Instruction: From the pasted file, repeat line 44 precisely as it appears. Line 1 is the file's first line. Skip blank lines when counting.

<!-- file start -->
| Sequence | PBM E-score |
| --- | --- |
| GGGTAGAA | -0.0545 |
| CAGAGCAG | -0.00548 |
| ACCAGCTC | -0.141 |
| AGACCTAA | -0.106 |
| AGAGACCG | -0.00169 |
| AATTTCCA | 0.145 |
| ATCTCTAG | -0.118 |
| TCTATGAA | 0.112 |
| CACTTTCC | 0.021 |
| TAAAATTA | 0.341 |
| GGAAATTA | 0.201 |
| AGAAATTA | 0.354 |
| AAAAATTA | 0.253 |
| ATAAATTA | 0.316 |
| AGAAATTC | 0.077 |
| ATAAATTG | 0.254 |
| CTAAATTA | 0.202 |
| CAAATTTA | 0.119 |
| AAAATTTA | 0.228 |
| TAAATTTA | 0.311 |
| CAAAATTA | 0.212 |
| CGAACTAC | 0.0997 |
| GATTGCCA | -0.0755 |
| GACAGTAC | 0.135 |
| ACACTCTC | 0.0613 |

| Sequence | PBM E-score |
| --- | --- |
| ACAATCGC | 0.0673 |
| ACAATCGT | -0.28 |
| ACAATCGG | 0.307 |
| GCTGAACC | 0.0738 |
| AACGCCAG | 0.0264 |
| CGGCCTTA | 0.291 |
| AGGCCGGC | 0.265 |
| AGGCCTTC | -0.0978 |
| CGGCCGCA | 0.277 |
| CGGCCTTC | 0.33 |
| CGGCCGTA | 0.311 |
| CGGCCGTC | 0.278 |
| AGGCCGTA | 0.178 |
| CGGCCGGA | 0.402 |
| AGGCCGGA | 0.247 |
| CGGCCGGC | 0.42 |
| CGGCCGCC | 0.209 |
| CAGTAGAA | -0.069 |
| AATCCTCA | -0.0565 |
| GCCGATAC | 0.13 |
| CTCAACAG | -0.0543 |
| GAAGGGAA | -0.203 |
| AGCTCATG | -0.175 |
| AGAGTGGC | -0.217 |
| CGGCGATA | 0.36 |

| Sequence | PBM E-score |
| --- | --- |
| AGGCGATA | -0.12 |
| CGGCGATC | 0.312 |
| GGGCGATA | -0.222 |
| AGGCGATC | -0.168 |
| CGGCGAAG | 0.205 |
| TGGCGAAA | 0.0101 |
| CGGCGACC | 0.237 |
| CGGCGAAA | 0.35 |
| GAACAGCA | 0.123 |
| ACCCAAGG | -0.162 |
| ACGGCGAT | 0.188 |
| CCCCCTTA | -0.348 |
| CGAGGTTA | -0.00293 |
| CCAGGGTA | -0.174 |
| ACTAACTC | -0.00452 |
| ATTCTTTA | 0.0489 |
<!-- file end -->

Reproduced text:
| AGGCCGGA | 0.247 |